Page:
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Life-Changing Treatment Provided Pro Bono at Stony Brook Children's

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Drs. Alexander B. Dagum (left) and Leon S. Klempner with Dunia Sibomana. (Click on photo to enlarge.)

STONY BROOK, NY, January 11, 2016 — Today, 8-year-old Dunia Sibomana of the Congo in Central Africa had the first of a series of operations at Stony Brook Children's Hospital to restore his appearance and facial function. It went well, requiring 16 hours to complete.

The boy lost his lips two years ago when mauled by a chimpanzee. He had been playing by a river near the field where his father was working, when a band of chimps attacked.

Dunia was lucky; he survived the attack while two other kids did not, including his brother. Not only were his lips torn from his face, one cheek was ripped apart. Because of his injuries, Dunia has endured severe difficulty in eating, swallowing, and communicating. Not only that, his injuries led to the boy's isolation in his community.

Now, thanks to the pro bono treatment Dunia will receive at Stony Brook, the boy will have a chance for a much better future when he goes home to his village, which borders Virunga National Park in the Democratic Republic of Congo. The park is home to large wild populations of both gorillas and chimpanzees.

Today's 16-hour reconstructive procedure, which started in the morning and went into the night, was the first of three or four major operations for Dunia, who was brought from the Congo to Long Island in November with the help of Smile Rescue for Kids.

Dunia will have his lips reconstructed using a technique commonly used in breast reconstructions after mastectomies. A muscle will be implanted on the right side of his face to improve his ability to open and close his mouth.

This reconstructive surgery is being performed by a team directed by Alexander B. Dagum, MD, professor of surgery and orthopaedics, executive vice chair of surgery, and chief of plastic and reconstructive surgery.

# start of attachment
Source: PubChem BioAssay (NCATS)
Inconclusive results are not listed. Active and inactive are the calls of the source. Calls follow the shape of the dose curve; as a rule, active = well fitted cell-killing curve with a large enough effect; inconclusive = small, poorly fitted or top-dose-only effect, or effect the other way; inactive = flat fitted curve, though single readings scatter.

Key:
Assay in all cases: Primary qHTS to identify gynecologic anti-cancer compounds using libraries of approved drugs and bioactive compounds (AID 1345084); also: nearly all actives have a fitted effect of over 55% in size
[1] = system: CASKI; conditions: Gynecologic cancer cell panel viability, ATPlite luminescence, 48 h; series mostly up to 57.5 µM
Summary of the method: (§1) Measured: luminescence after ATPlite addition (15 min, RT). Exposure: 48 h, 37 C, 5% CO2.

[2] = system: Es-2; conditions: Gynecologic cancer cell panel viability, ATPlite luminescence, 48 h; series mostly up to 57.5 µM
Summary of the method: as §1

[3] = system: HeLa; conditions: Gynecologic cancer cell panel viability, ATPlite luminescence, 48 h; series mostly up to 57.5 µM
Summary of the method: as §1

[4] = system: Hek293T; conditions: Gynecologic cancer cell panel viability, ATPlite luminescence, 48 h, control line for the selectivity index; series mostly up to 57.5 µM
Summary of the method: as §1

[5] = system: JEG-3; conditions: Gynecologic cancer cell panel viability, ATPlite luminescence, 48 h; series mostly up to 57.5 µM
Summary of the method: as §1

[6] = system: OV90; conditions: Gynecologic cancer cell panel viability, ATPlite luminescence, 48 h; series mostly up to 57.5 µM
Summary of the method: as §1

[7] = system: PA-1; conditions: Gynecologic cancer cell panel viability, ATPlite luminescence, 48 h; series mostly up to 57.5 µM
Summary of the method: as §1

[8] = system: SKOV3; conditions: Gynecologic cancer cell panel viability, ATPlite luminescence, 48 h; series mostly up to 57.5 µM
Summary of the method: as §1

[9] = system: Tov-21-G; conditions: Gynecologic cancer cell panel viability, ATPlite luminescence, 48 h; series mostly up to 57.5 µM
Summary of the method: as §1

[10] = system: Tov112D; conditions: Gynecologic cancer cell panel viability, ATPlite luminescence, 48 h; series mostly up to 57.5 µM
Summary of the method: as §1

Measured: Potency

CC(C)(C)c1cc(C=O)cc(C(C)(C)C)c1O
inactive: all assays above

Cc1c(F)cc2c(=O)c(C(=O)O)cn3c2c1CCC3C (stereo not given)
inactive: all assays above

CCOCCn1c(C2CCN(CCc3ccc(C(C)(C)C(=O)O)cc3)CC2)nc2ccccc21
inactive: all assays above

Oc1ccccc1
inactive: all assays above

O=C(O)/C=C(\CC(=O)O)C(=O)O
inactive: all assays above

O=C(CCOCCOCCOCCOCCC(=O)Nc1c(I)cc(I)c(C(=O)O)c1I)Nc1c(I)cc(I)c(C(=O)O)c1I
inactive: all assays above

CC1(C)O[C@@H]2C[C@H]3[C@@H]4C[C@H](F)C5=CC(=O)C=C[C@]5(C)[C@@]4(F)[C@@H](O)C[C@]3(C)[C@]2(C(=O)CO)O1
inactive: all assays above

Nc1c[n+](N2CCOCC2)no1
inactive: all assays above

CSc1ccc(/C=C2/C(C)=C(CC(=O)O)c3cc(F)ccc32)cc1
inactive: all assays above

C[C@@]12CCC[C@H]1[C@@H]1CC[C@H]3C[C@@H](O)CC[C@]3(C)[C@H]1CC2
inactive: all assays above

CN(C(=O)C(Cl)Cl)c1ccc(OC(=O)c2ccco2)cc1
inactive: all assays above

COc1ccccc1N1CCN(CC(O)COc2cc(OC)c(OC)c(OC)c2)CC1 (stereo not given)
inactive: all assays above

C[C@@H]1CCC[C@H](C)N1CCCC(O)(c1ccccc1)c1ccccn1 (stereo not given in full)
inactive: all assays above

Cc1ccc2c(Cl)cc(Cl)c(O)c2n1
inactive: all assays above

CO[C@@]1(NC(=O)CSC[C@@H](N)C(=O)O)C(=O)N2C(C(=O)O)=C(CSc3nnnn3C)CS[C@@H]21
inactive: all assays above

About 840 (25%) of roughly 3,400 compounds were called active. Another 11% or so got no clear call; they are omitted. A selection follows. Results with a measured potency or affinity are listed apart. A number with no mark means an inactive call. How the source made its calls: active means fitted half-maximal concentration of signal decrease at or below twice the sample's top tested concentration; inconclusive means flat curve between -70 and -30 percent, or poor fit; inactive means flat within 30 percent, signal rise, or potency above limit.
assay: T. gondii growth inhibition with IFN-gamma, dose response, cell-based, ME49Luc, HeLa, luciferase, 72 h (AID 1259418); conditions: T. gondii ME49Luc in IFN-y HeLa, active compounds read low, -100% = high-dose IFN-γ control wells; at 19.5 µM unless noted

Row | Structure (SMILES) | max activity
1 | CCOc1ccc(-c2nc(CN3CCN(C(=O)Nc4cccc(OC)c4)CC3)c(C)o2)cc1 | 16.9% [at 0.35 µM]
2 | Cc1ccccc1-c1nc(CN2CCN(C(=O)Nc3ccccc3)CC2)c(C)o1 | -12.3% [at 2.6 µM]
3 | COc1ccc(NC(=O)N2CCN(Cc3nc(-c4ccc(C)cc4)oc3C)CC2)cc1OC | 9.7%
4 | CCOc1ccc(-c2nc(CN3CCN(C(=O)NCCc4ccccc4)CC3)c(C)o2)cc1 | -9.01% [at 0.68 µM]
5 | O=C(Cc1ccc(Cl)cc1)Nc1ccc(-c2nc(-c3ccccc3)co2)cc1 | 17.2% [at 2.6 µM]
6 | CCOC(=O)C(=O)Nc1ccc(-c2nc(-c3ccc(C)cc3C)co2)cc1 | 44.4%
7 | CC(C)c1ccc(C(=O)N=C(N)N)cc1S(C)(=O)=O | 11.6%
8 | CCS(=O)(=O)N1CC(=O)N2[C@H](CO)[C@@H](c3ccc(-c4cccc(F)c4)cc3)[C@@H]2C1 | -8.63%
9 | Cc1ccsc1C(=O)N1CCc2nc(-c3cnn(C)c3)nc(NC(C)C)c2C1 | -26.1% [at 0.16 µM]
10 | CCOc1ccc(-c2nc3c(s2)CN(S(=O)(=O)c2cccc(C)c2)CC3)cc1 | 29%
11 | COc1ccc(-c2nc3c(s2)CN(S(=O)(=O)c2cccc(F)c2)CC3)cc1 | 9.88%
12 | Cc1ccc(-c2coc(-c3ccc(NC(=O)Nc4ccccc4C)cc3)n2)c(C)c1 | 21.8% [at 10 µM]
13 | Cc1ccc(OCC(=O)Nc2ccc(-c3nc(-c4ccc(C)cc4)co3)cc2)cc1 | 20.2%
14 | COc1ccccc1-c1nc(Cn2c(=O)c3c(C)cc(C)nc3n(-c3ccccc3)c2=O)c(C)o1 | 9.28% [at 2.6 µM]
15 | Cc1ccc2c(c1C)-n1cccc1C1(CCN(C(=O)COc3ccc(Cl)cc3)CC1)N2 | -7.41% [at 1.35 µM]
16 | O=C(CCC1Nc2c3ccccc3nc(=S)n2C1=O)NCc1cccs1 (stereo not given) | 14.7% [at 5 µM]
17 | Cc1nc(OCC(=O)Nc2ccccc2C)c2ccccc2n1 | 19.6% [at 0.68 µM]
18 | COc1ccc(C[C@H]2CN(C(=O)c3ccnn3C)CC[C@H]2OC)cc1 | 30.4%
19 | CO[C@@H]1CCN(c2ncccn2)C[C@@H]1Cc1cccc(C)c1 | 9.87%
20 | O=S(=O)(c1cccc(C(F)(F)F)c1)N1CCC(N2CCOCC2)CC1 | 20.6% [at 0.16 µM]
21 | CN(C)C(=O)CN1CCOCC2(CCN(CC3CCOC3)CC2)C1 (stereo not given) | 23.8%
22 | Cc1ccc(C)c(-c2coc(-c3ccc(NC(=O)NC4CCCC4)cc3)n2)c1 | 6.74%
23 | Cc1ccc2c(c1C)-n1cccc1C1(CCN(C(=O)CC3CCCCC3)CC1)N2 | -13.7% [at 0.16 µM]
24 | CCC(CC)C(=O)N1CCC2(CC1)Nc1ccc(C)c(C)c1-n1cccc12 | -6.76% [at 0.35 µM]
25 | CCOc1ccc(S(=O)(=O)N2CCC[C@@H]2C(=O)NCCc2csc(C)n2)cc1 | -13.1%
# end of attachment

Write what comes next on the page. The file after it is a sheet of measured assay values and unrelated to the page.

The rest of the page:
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"Dunia lost much of his face — his upper and lower lips," Dr. Dagum told Newsday. "He also lost a finger. He was left disfigured."

Dr. Dagum, who serves as co-director of the Stony Brook Cleft Palate-Craniofacial Center, adds: "I've done multiple complex facial reconstructions in the past. Sometimes with cancer, people will lose the whole upper lip or the lower lip. This case is different because it involves both lips."

In fact, Dunia's case is so rare it is being documented for publication in a surgical journal. The report will certainly contribute to the best ideas in medicine, which is what Stony Brook Medicine is all about.

Dr. Dagum says he believes there are only three other documented cases where the same surgery has been performed.

Dunia's remarkable story was featured recently in Newsday and the New York Times, among other newspapers. In fact, the story has received national and international news coverage from such media outlets as CNN, Associated Press, and Reuters.

Dunia is being housed by Jennifer Crean of Hauppauge, NY, where he is attending school, learning English, and adapting to his new surroundings on Long Island. His encounter with suburban America is nothing less than like a dream.

Dunia is being helped by the non-profit organization founded by orthodontist Leon Klempner, DDS, who is affiliated with Stony Brook's School of Dental Medicine. Called the Smile Rescue Fund for Kids, this humanitarian organization is looking for medical/dental or hospital volunteers for housing and fundraising (donate).

"We're feeling very optimistic," Dr. Klempner explains. "We're hoping after the surgery he'll reintegrate into society and perhaps go back to school or have some semblance of a normal life."

"The work performed at Stony Brook Medicine is often truly transformative for our patients," says Reuven Pasternak, MD, chief executive officer of Stony Brook University Hospital. "Perhaps there is no better example of this than the reconstructive surgery being performed by Alexander Dagum, MD, [for little Dunia Sibomana]." Read more.

Watch this Reuters video (2:24 min) that tells Dunia's story and learn more about his life, his accident, and his treatment at Stony Brook Children's: